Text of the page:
Colbert v. State

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615 S.W.2d 754 (1981)

Wilbert COLBERT, Appellant, v. The STATE of Texas, Appellee.

No. 60505.

Court of Criminal Appeals of Texas, Panel No. 2.

May 20, 1981.

*755 Bill Frizzell, Houston, for appellant.

Carol S. Vance, Dist. Atty., Michael C. Kuhn, and Frank Harmon, Asst. Dist. Attys., Houston, Robert Huttash, State's Atty., Austin, for the State.

Before ONION, P.J., and TOM G. DAVIS and CLINTON, JJ.


TOM G. DAVIS, Judge.

Appeal is taken from a conviction for voluntary manslaughter. After finding appellant guilty, the jury assessed punishment at 12 years.

At the outset, we are confronted with unassigned error which requires reversal in the interest of justice. Art. 40.09, Sec. 13, V.A.C.C.P. The record reflects that appellant had originally been indicted for murder, but the jury found him guilty of the lesser included offense of voluntary manslaughter. The indictment in the instant cause alleged in pertinent part that on February 5, 1976, appellant did:

"intentionally and knowingly cause the death of Joseph Francis by shooting him with a gun."

In the court's submission of the lesser included offense of voluntary manslaughter, in the paragraph under which appellant was convicted, applying the law to the facts, the court charged as follows:

"Now if you find from the evidence beyond a reasonable doubt that on or about the 5th day of February, 1976, in Harris County, Texas, the defendant, Wilbert Colbert, "did then and there intentionally or knowingly cause the death of an individual, Joseph Francis, by shooting him with a gun, or that the defendant did then and there intend to cause serious bodily injury to the said Joseph Francis, and with said intent to cause such injury did commit an act clearly dangerous to human life, to-wit: shooting with a gun the said Joseph Francis and causing the death of the said Joseph Francis, but you further find and believe from all the facts and circumstances in evidence in the case, the defendant, in killing the deceased, if he did, acted under the immediate influence of sudden passion arising from an adequate cause, or if you have a reasonable doubt as to whether defendant acted under the immediate influence of a sudden passion arising from an adequate cause, then you will find the defendant guilty of voluntary manslaughter." (Emphasis Added).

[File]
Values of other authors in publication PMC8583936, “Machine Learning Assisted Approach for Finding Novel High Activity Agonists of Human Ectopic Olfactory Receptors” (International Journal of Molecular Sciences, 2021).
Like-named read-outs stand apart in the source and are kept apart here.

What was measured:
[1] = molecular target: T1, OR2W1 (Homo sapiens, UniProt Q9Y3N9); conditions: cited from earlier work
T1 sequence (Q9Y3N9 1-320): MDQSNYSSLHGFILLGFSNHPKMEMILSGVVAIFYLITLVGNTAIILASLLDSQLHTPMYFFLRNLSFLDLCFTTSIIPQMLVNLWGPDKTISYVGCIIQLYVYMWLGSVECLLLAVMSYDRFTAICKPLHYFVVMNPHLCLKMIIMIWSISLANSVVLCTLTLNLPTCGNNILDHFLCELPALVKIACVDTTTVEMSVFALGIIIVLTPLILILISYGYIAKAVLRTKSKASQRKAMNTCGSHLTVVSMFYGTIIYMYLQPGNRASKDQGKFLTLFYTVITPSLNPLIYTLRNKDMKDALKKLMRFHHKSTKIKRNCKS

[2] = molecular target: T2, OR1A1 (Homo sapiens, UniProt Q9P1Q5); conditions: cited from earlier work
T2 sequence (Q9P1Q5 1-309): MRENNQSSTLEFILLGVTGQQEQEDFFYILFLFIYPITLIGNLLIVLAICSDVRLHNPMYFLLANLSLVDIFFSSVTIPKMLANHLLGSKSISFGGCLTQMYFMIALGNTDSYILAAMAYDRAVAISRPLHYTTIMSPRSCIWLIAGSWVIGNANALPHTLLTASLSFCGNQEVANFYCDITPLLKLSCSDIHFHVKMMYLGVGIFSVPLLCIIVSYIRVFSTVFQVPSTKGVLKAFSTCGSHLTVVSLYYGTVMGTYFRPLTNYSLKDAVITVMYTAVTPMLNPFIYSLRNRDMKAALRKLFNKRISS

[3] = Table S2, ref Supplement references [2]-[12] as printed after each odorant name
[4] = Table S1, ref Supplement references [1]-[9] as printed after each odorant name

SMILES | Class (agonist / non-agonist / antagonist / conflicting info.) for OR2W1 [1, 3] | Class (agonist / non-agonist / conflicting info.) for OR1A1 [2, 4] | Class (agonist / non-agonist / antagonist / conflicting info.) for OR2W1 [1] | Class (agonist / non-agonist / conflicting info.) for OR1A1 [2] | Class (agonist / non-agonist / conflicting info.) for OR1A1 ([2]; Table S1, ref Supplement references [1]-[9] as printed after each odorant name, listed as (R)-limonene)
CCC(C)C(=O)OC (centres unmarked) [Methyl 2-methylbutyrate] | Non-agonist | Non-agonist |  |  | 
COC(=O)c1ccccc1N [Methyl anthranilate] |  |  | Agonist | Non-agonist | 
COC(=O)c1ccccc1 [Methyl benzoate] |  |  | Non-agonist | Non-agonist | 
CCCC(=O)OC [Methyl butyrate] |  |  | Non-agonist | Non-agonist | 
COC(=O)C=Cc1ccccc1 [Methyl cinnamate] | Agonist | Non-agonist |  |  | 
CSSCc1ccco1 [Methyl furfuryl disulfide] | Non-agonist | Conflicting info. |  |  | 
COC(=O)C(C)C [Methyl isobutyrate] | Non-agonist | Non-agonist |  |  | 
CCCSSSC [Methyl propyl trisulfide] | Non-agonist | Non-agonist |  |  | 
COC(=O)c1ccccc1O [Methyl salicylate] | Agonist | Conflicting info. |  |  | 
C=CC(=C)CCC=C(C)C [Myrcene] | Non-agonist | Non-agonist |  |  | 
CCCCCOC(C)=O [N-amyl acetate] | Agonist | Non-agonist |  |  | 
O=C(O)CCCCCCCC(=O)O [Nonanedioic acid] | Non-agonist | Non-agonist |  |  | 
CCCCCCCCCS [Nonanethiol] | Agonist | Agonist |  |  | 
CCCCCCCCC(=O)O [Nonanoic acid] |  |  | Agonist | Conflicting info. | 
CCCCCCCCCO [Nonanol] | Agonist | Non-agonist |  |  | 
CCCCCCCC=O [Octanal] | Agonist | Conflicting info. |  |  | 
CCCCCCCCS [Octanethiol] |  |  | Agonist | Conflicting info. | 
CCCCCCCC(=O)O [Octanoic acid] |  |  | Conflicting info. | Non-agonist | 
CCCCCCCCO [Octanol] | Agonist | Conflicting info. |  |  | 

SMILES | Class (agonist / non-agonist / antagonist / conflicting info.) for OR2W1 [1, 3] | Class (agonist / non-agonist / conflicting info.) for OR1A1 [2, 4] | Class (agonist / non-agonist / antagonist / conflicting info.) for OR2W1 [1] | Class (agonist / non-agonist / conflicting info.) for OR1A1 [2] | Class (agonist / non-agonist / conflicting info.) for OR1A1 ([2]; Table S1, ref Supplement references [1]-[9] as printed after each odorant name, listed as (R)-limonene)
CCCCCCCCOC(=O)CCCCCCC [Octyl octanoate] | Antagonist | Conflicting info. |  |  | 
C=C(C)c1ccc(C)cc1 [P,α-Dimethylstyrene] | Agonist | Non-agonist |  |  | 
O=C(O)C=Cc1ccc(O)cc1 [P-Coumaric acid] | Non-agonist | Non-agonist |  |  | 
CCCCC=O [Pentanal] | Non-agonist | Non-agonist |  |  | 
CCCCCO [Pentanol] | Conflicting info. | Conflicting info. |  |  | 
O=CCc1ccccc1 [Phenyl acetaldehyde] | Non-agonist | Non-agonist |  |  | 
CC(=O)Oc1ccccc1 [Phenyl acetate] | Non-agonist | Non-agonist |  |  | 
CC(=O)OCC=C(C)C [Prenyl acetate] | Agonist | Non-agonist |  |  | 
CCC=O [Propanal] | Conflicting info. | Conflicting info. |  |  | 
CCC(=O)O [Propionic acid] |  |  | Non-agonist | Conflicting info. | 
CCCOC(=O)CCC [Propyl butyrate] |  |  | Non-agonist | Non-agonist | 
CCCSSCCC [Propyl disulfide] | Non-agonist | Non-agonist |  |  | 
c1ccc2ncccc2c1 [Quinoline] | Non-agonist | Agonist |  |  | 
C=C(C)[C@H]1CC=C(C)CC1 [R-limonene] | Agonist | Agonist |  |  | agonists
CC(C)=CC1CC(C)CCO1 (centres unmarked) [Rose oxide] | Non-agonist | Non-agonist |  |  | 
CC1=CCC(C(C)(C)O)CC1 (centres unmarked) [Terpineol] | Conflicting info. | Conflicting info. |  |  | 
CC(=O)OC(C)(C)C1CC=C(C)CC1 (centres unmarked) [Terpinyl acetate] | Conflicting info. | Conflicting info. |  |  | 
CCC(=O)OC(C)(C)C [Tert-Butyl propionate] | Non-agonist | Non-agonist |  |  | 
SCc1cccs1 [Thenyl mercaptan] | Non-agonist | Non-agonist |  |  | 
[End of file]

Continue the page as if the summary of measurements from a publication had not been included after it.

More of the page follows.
The record thus reveals that appellant had been indicted for murder pursuant to V.T.C.A. Penal Code, Sec. 19.02(a)(1). However, the court's charge to the jury authorized a conviction under theories of voluntary manslaughter pursuant to Sec. 19.04(a), supra, coupled with both Sec. 19.02(a)(1), supra, and Sec. 19.02(a)(2), supra, whereas the indictment was drafted only under Sec. 19.02(a)(1), supra. The court's charge therefore authorized the jury to convict appellant under a theory which was not included in the indictment. Under this Court's holdings in Young v. State, 605 S.W.2d 550, (Tex.Cr.App.), and Garcia v. State, 574 S.W.2d 133, (Tex.Cr.App.), such a charge is fundamentally defective.

The judgment is reversed and the cause is remanded.

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